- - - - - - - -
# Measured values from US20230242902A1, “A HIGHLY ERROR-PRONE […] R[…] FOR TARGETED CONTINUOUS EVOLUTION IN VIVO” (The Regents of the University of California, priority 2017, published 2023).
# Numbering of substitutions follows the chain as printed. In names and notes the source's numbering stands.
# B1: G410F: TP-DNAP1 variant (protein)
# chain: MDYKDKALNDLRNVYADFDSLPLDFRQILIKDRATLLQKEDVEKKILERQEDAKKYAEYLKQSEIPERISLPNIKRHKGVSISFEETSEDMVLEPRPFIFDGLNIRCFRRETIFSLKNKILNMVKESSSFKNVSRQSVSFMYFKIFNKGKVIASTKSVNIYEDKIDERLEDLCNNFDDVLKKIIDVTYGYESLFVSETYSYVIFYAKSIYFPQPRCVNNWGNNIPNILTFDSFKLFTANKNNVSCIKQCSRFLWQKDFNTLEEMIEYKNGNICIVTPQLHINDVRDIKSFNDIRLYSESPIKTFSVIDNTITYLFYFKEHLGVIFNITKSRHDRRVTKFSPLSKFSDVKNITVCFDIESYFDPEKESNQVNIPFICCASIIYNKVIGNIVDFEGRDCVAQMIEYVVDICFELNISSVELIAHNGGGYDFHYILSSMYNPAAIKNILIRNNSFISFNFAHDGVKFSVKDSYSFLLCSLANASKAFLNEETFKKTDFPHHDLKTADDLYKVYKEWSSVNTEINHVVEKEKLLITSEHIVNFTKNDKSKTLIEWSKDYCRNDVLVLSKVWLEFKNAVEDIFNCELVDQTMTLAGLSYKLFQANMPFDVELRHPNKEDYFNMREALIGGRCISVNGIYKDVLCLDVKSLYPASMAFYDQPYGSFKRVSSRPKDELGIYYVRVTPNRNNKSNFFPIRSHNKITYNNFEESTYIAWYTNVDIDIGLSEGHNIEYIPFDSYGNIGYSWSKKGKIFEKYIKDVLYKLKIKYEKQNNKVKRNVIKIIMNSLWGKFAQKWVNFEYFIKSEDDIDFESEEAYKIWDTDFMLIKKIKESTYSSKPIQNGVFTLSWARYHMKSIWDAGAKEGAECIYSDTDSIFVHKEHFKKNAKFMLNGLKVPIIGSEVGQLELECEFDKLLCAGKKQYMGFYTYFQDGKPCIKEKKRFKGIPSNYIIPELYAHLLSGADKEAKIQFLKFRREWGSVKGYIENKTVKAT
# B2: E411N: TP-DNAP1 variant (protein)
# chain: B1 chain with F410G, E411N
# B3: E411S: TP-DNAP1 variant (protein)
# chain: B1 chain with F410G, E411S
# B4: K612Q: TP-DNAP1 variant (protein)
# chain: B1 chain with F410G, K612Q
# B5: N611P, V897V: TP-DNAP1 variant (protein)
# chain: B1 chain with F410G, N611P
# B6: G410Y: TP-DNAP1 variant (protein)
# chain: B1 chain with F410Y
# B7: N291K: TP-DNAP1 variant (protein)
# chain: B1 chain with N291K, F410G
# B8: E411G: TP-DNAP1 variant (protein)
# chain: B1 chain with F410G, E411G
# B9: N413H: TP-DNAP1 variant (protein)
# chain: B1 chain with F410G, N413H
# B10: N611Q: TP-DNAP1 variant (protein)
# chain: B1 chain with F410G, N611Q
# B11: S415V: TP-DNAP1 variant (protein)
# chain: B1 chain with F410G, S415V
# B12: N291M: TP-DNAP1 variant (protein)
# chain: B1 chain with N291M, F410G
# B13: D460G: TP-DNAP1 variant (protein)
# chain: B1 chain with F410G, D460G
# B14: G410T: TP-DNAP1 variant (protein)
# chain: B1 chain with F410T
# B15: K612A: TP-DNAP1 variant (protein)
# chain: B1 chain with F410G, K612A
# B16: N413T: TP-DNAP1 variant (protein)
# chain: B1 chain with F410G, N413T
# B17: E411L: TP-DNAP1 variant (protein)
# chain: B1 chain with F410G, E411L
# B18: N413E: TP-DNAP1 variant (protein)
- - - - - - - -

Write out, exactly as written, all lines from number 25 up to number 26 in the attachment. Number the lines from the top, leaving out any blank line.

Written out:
# B12: N291M: TP-DNAP1 variant (protein)
# chain: B1 chain with N291M, F410G